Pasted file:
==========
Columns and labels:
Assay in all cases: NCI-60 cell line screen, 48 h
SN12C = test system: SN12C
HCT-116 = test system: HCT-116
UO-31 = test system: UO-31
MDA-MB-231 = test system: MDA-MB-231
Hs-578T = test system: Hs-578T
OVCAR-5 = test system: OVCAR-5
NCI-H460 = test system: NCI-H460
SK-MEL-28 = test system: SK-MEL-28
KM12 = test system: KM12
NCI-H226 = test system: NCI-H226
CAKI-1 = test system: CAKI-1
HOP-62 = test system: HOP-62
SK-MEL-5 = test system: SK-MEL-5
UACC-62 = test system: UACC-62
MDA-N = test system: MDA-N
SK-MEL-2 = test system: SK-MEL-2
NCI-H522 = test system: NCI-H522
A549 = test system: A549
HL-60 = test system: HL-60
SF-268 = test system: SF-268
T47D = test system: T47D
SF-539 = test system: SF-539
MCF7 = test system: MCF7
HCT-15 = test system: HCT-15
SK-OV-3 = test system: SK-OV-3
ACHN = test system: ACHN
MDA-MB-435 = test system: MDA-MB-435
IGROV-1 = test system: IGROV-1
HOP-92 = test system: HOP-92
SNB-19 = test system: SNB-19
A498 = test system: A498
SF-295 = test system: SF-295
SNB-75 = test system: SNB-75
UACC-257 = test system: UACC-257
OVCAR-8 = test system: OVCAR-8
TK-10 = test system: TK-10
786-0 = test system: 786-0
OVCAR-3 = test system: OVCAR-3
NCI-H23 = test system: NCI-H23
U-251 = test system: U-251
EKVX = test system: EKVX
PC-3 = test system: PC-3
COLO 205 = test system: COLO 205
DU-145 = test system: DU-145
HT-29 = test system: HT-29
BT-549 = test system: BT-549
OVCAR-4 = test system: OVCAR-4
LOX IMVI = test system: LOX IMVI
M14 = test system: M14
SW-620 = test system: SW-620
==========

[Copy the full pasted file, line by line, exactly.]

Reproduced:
Columns and labels:
Assay in all cases: NCI-60 cell line screen, 48 h
SN12C = test system: SN12C
HCT-116 = test system: HCT-116
UO-31 = test system: UO-31
MDA-MB-231 = test system: MDA-MB-231
Hs-578T = test system: Hs-578T
OVCAR-5 = test system: OVCAR-5
NCI-H460 = test system: NCI-H460
SK-MEL-28 = test system: SK-MEL-28
KM12 = test system: KM12
NCI-H226 = test system: NCI-H226
CAKI-1 = test system: CAKI-1
HOP-62 = test system: HOP-62
SK-MEL-5 = test system: SK-MEL-5
UACC-62 = test system: UACC-62
MDA-N = test system: MDA-N
SK-MEL-2 = test system: SK-MEL-2
NCI-H522 = test system: NCI-H522
A549 = test system: A549
HL-60 = test system: HL-60
SF-268 = test system: SF-268
T47D = test system: T47D
SF-539 = test system: SF-539
MCF7 = test system: MCF7
HCT-15 = test system: HCT-15
SK-OV-3 = test system: SK-OV-3
ACHN = test system: ACHN
MDA-MB-435 = test system: MDA-MB-435
IGROV-1 = test system: IGROV-1
HOP-92 = test system: HOP-92
SNB-19 = test system: SNB-19
A498 = test system: A498
SF-295 = test system: SF-295
SNB-75 = test system: SNB-75
UACC-257 = test system: UACC-257
OVCAR-8 = test system: OVCAR-8
TK-10 = test system: TK-10
786-0 = test system: 786-0
OVCAR-3 = test system: OVCAR-3
NCI-H23 = test system: NCI-H23
U-251 = test system: U-251
EKVX = test system: EKVX
PC-3 = test system: PC-3
COLO 205 = test system: COLO 205
DU-145 = test system: DU-145
HT-29 = test system: HT-29
BT-549 = test system: BT-549
OVCAR-4 = test system: OVCAR-4
LOX IMVI = test system: LOX IMVI
M14 = test system: M14
SW-620 = test system: SW-620